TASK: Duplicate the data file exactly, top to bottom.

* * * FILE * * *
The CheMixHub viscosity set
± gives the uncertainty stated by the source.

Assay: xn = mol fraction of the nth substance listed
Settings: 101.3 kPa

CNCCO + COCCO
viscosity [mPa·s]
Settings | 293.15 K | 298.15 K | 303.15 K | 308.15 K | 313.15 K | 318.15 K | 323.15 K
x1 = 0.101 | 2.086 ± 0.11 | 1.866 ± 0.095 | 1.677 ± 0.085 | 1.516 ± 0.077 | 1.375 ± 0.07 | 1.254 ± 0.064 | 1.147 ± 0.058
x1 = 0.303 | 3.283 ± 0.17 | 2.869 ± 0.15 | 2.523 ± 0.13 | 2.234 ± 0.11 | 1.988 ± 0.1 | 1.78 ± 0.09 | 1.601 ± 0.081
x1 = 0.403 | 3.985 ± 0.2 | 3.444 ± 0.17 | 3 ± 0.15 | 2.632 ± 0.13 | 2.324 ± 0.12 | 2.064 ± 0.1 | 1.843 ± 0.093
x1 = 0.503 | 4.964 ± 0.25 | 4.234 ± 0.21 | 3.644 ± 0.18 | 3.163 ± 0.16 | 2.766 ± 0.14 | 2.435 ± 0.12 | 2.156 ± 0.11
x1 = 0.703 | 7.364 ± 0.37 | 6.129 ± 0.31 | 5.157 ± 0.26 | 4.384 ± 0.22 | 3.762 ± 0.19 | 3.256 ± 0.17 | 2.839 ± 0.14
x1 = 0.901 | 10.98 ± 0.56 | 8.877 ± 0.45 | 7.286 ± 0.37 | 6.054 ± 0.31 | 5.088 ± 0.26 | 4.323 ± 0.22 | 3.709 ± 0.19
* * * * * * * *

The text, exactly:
The CheMixHub viscosity set
± gives the uncertainty stated by the source.

Assay: xn = mol fraction of the nth substance listed
Settings: 101.3 kPa

CNCCO + COCCO
viscosity [mPa·s]
Settings | 293.15 K | 298.15 K | 303.15 K | 308.15 K | 313.15 K | 318.15 K | 323.15 K
x1 = 0.101 | 2.086 ± 0.11 | 1.866 ± 0.095 | 1.677 ± 0.085 | 1.516 ± 0.077 | 1.375 ± 0.07 | 1.254 ± 0.064 | 1.147 ± 0.058
x1 = 0.303 | 3.283 ± 0.17 | 2.869 ± 0.15 | 2.523 ± 0.13 | 2.234 ± 0.11 | 1.988 ± 0.1 | 1.78 ± 0.09 | 1.601 ± 0.081
x1 = 0.403 | 3.985 ± 0.2 | 3.444 ± 0.17 | 3 ± 0.15 | 2.632 ± 0.13 | 2.324 ± 0.12 | 2.064 ± 0.1 | 1.843 ± 0.093
x1 = 0.503 | 4.964 ± 0.25 | 4.234 ± 0.21 | 3.644 ± 0.18 | 3.163 ± 0.16 | 2.766 ± 0.14 | 2.435 ± 0.12 | 2.156 ± 0.11
x1 = 0.703 | 7.364 ± 0.37 | 6.129 ± 0.31 | 5.157 ± 0.26 | 4.384 ± 0.22 | 3.762 ± 0.19 | 3.256 ± 0.17 | 2.839 ± 0.14
x1 = 0.901 | 10.98 ± 0.56 | 8.877 ± 0.45 | 7.286 ± 0.37 | 6.054 ± 0.31 | 5.088 ± 0.26 | 4.323 ± 0.22 | 3.709 ± 0.19